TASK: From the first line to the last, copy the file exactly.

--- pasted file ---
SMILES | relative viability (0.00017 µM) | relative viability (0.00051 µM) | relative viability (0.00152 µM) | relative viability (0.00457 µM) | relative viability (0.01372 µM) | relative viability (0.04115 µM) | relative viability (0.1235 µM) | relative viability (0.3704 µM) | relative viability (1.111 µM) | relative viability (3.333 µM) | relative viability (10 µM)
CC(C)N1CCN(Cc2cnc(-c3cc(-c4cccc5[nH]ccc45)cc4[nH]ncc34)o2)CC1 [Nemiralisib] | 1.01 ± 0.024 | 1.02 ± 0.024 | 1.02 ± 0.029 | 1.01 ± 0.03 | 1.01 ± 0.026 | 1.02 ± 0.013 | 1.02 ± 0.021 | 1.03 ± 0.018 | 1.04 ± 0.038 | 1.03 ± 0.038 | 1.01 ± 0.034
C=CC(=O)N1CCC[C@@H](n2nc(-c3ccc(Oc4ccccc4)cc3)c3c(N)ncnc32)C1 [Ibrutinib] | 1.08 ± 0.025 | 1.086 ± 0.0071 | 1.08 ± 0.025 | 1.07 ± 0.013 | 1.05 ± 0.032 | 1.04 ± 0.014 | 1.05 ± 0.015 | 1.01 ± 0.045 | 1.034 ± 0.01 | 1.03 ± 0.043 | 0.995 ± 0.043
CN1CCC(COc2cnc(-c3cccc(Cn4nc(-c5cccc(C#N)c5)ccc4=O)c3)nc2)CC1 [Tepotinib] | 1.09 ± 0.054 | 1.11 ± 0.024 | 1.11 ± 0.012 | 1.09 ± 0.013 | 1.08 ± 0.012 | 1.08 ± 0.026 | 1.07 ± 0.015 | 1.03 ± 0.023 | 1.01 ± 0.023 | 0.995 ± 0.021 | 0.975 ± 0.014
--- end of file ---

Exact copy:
SMILES | relative viability (0.00017 µM) | relative viability (0.00051 µM) | relative viability (0.00152 µM) | relative viability (0.00457 µM) | relative viability (0.01372 µM) | relative viability (0.04115 µM) | relative viability (0.1235 µM) | relative viability (0.3704 µM) | relative viability (1.111 µM) | relative viability (3.333 µM) | relative viability (10 µM)
CC(C)N1CCN(Cc2cnc(-c3cc(-c4cccc5[nH]ccc45)cc4[nH]ncc34)o2)CC1 [Nemiralisib] | 1.01 ± 0.024 | 1.02 ± 0.024 | 1.02 ± 0.029 | 1.01 ± 0.03 | 1.01 ± 0.026 | 1.02 ± 0.013 | 1.02 ± 0.021 | 1.03 ± 0.018 | 1.04 ± 0.038 | 1.03 ± 0.038 | 1.01 ± 0.034
C=CC(=O)N1CCC[C@@H](n2nc(-c3ccc(Oc4ccccc4)cc3)c3c(N)ncnc32)C1 [Ibrutinib] | 1.08 ± 0.025 | 1.086 ± 0.0071 | 1.08 ± 0.025 | 1.07 ± 0.013 | 1.05 ± 0.032 | 1.04 ± 0.014 | 1.05 ± 0.015 | 1.01 ± 0.045 | 1.034 ± 0.01 | 1.03 ± 0.043 | 0.995 ± 0.043
CN1CCC(COc2cnc(-c3cccc(Cn4nc(-c5cccc(C#N)c5)ccc4=O)c3)nc2)CC1 [Tepotinib] | 1.09 ± 0.054 | 1.11 ± 0.024 | 1.11 ± 0.012 | 1.09 ± 0.013 | 1.08 ± 0.012 | 1.08 ± 0.026 | 1.07 ± 0.015 | 1.03 ± 0.023 | 1.01 ± 0.023 | 0.995 ± 0.021 | 0.975 ± 0.014